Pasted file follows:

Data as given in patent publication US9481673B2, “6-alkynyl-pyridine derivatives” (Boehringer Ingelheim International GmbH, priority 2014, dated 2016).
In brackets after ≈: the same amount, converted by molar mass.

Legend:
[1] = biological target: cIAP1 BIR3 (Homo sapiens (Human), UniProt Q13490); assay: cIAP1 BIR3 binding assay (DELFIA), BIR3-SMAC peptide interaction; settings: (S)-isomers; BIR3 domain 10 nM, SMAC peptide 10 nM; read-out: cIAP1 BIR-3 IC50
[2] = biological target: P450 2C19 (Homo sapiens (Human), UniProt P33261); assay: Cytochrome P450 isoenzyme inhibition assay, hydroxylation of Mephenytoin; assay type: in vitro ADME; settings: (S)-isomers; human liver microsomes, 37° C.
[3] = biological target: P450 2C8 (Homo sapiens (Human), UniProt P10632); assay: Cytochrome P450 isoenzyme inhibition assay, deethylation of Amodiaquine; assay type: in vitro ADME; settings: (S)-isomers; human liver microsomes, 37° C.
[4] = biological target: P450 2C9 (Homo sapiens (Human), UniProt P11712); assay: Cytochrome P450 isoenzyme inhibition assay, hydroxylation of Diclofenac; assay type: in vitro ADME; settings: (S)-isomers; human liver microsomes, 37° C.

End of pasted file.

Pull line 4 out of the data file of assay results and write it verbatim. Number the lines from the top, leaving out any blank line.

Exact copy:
[1] = biological target: cIAP1 BIR3 (Homo sapiens (Human), UniProt Q13490); assay: cIAP1 BIR3 binding assay (DELFIA), BIR3-SMAC peptide interaction; settings: (S)-isomers; BIR3 domain 10 nM, SMAC peptide 10 nM; read-out: cIAP1 BIR-3 IC50